I've voted all my life in either Washington, D.C., or New York state. Most of that time, my vote didn't matter one bit and this year is no exception. New York, where I now live, is in the bag for Barack Obama. Even though it is called the Empire State, has 29 electoral votes and is the birth state of four presidents (and the home of others), it might as well be Podunk when it comes to the presidential race. Because of the Electoral College, New York isn't the Big Apple. It's nowhere.
New York is hardly alone in this (non) category. Most of the nation has watched the candidates return time and time again to a place called Ohio or to Florida, which is a <i>resort</i>, for crying out loud. These are two of the vaunted battleground states that will choose the next president for the rest of us. Speaking just for myself, I am not grateful.
What's true for New York is true also for California and most other states. Were it not for the need to do some fundraising, the candidates might spend the whole year in Ohio — Mitt Romney and Paul Ryan have been there a total of 14 times this month alone — or in Colorado. I have yet to see a single presidential spot on TV. Ohioans, in contrast, have been bombarded with zillions of them, almost certain years from now to prove deleterious to their health. Nevada is another swing state, and the lucky people of Las Vegas have weathered about 73,000 ads just since June. This cannot be good for growing children.
If we had a simple popular vote system, my vote would count the same as someone's in Ohio or Virginia. I would not be taken for granted and, even better, the winner of the popular vote would be the winner of the election. As things stand now, this is not always the case. In 2000, Al Gore got precisely 543,895 more votes than did George W. Bush, but (narrowly) lost in the Electoral College. Admittedly, this is a rare event, but the estimable political analyst Charlie Cook is now saying it could happen again. As long as the country remains more or less evenly split, the possibility of a popular vote win but an Electoral College loss remains all too real.
It's even possible to have an Electoral College tie. Should this be the case, the election gets thrown into the House of Representatives where the votes will be cast by states as a single unit. In other words, New York gets one vote and so does North Dakota. You got a problem with that? Probably not if you live in Fargo. It has a population of 107,349, which is approximately the number of people who live on my block.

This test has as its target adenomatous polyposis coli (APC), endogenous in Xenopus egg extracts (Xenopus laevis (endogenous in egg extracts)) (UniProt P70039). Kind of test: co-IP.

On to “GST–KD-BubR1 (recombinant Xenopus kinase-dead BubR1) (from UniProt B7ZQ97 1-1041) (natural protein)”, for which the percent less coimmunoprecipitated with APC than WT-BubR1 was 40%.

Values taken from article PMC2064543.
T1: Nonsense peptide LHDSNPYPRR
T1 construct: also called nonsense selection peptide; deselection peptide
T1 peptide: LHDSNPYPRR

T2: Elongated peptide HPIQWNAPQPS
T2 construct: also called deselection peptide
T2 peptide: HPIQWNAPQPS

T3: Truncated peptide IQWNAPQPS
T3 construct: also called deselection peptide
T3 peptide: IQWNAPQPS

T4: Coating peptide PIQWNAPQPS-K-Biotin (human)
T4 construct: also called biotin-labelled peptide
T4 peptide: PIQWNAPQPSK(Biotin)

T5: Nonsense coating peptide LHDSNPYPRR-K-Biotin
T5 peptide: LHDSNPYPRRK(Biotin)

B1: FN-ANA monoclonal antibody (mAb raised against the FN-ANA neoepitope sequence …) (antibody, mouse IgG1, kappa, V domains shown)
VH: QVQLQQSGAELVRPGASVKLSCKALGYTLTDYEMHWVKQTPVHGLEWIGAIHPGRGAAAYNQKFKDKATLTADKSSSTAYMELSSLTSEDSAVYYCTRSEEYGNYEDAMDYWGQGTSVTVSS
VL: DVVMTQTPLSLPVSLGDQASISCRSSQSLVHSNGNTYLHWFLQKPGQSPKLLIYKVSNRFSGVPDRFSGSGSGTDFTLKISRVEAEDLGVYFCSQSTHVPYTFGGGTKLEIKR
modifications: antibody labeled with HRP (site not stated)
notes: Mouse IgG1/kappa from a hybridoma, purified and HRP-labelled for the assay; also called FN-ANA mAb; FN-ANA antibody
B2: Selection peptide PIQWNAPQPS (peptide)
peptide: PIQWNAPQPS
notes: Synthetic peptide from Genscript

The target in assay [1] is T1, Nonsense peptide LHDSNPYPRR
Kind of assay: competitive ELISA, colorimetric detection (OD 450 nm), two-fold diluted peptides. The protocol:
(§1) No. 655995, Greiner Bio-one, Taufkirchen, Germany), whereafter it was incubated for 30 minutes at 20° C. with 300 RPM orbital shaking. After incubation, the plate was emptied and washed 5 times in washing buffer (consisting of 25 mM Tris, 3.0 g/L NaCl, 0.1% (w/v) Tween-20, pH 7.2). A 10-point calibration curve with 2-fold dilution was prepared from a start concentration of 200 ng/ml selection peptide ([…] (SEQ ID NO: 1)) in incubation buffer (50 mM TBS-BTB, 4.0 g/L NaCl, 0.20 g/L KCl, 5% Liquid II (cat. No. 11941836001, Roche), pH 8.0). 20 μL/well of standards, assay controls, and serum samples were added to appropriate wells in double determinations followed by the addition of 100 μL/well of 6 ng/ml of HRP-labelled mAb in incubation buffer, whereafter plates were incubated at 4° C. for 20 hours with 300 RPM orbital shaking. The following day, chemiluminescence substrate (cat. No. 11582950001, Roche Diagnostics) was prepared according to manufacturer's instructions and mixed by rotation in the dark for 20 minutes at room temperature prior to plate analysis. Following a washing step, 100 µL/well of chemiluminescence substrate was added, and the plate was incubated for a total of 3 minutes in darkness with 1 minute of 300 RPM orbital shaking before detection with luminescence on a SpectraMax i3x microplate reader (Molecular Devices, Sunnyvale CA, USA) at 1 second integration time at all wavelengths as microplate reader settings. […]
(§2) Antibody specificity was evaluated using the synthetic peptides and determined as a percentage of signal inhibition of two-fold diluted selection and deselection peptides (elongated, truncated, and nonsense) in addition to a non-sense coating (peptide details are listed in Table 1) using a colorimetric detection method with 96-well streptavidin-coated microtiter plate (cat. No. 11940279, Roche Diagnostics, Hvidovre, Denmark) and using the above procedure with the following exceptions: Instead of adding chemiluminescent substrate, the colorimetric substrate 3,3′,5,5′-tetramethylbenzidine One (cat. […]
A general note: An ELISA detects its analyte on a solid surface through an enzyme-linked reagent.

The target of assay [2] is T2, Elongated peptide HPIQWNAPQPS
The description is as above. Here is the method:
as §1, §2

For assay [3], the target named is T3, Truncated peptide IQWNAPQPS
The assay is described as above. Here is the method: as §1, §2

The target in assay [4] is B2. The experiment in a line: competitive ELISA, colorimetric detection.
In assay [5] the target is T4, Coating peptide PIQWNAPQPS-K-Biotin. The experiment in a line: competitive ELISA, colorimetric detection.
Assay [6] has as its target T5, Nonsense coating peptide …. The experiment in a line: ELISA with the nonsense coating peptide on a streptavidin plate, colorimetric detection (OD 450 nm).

The Electoral College is like some creaky old machine, just waiting to break down. It was devised to keep some power in the hands of small states and it is so convoluted that my crack research staff (Wikipedia) says a candidate could win by carrying just 11 states. California (55), Texas (38), New York (29), Florida (29), Illinois (20), Pennsylvania (20), Ohio (18), Michigan (16), Georgia (16), North Carolina (15) and New Jersey (14) add up to the necessary 270 votes, which is a majority of the Electoral College but not necessarily of the nation. This ain't right.
The Electoral College is one of those compromises layered into the constitution to protect one special interest or another — slaveholders, small states — or a combination of the two. From time to time, efforts are made at reform, but they invariably fail. A stab was made after Richard Nixon won a narrow victory over Hubert H. Humphrey in 1968 but trounced him in the Electoral College. The attempt failed when pro-reform senators could not muster a filibuster-proof majority and Nixon quietly withdrew his support. Any such effort, though, would ultimately require a constitutional amendment and those are hard to get off the ground.
I appreciate that abolishing the Electoral College lacks the urgency of the fiscal cliff or the coming entitlements crackup. But an Electoral College tie or another election won by the loser of the popular vote will do incalculable damage to the public's faith in democracy. We can keep skating over this thin ice. Sooner or later, we're going down. In the meantime, I will steadfastly continue to vote no matter what.
Unless it rains.
<i>Richard Cohen is a columnist for the Washington Post.</i>